How Net Zero Energy Could Save You Money

04/25/2018 | By Janelle Penny

In a move that mirrors national growth in net zero energy buildings, the Maui College campus of the University of Hawai’i will soon become the first campus in the U.S. to generate all of its energy from on-site solar photovoltaic systems.

Net Zero: A Growing Market

The net zero buildings market has grown over 700% since 2012, according to the New Buildings Institute (NBI), with 67 buildings and districts achieving net zero certification and another 415 in the process of documenting energy-neutral operation. Private sector investment now represents nearly half of the buildings registered with NBI, which may be due at least partially to the operational savings that net zero energy status can deliver.

Buildings without the on-site generation component can still result in steep savings in the form of ultra-low energy consumption These facilities are often referred to as emerging zero energy or net zero ready buildings.

“Zero energy buildings use less than half the energy of typical buildings, saving owners and occupants money on energy bills,” says Ralph DiNola, CEO of NBI. “We see zero energy buildings taking off across the country in all climate zones – larger buildings, high energy-use buildings, private sector and residential are going zero energy – proving that deep energy savings is not only possible, but profitable in every market, in every region.”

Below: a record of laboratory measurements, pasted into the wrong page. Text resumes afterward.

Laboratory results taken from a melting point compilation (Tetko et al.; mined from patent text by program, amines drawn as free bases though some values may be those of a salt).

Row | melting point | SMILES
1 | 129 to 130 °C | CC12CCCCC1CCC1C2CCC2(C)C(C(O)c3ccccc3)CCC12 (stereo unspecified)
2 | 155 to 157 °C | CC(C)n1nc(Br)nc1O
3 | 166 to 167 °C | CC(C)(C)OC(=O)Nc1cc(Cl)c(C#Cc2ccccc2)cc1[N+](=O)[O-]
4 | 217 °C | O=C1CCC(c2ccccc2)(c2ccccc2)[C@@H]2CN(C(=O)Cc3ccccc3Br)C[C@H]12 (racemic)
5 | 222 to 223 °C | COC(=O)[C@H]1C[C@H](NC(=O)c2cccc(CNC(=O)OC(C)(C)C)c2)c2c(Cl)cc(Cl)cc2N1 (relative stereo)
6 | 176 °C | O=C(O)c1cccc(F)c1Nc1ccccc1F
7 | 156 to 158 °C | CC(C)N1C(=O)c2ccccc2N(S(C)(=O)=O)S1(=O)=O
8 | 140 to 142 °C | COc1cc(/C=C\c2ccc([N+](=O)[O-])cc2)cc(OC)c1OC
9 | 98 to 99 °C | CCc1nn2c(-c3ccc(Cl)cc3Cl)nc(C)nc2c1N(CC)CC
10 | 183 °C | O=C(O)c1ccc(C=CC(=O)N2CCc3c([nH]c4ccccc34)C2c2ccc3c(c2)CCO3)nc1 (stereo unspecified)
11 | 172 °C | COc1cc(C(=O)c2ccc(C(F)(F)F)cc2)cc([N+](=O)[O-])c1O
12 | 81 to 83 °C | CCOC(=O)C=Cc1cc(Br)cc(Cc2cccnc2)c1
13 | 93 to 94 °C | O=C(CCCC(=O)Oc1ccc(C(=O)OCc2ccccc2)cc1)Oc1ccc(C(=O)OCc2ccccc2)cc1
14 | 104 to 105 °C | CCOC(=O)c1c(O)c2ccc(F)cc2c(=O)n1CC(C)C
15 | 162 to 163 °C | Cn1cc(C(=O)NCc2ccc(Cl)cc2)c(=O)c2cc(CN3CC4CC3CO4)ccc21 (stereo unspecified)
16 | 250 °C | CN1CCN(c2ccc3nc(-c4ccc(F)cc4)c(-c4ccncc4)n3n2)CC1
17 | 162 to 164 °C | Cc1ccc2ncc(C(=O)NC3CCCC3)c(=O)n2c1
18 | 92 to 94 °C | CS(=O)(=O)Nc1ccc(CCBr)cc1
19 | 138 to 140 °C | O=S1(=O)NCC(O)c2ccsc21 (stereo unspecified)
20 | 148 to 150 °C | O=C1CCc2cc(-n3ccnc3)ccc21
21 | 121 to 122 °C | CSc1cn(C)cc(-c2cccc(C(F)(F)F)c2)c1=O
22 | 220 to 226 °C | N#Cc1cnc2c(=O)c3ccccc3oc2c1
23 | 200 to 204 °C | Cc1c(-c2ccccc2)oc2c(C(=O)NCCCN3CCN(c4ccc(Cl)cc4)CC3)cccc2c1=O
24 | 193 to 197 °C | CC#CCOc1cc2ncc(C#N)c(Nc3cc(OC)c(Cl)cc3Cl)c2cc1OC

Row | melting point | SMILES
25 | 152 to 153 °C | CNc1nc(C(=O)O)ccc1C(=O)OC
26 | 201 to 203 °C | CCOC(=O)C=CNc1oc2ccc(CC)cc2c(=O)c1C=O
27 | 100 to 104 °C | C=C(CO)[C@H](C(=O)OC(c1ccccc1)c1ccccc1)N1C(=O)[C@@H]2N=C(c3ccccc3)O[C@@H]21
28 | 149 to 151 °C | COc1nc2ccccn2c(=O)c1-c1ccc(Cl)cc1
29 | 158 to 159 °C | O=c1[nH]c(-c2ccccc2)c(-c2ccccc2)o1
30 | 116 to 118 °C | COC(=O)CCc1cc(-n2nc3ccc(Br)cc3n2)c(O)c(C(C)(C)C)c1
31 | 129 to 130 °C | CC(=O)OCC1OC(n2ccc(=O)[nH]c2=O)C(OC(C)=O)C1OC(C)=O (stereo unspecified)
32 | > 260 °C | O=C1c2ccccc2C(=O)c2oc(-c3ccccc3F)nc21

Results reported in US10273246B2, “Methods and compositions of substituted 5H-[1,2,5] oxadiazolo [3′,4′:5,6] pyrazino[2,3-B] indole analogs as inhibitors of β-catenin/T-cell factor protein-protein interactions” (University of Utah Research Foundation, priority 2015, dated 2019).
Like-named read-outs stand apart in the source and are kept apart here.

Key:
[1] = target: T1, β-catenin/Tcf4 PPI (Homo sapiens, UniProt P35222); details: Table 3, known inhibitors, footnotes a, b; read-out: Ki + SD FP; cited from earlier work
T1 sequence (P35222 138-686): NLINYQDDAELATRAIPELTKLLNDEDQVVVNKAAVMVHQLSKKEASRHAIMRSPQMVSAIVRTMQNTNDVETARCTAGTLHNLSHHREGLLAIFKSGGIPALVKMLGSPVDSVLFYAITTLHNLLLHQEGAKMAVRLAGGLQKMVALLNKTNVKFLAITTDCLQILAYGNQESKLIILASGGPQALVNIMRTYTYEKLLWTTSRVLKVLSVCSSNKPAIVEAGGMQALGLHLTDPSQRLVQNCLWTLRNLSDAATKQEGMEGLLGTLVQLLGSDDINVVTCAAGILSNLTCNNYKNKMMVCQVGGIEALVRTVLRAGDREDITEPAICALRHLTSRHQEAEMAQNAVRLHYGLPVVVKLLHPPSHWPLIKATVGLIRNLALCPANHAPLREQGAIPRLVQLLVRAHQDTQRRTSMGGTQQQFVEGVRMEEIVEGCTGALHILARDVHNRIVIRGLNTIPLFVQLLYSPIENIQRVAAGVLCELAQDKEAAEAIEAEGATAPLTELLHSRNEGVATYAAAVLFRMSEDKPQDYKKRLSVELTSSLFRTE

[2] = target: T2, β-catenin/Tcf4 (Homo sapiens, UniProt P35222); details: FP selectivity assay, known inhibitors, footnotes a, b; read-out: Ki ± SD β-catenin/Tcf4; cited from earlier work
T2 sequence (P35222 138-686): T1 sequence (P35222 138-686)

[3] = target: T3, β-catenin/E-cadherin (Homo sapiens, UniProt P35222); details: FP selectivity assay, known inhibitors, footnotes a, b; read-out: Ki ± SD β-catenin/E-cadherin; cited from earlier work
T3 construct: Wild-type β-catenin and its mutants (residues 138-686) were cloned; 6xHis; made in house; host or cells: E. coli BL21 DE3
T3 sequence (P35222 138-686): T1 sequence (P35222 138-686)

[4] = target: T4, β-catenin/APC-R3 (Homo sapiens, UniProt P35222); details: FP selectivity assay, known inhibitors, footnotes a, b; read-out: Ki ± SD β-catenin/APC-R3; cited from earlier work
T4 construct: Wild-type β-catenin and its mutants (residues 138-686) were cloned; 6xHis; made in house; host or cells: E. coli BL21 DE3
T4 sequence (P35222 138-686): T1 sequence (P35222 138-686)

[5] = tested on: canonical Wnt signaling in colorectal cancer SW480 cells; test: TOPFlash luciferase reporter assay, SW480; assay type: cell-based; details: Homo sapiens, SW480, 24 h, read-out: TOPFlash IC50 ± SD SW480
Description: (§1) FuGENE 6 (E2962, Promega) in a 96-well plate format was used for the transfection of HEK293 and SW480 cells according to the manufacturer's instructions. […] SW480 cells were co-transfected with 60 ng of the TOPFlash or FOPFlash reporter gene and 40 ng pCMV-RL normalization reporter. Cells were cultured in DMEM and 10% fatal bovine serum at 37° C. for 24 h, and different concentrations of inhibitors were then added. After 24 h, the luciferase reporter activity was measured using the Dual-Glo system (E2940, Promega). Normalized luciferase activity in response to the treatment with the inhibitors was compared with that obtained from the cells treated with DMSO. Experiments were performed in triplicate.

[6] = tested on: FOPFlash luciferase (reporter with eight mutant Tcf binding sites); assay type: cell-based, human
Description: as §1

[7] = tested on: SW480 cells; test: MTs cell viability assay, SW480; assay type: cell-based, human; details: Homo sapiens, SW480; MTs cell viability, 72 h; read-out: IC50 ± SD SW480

The Maui College campus is currently in the emerging zero energy phase as it implements energy conservation measures. The next phase will increase the on-site capacity to 2.8 MW of solar photovoltaic and 13.2 MWh of battery storage. In addition, the five O’ahu campuses will share 7.7 MW of solar and 28.6 MWh of battery storage.

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An Energy Solution for Everyone

However, a sunny locale like Hawaii isn’t necessary for net zero success. The Howland Green Business Centre, a planned office building in Markham, ON, is designed to operate as net positive – i.e., it will generate more power than it needs to operate.

The building will be the first of its kind in Canada and will derive power from solar and geothermal energy sources. The solar photovoltaic system alone will capture about 420,000 W of energy and generate about 515,000 kWh, significantly exceeding the estimated operational demand of 430,000 kWh.

The building also features concrete formwork with a thermal resistance value of at least R-40, as well as R-80 roof insulation (roughly four times the minimum required by code), low-e argon gas windows up to R-9, rainwater harvesting, and lithium-ion and pneumatic energy storage.

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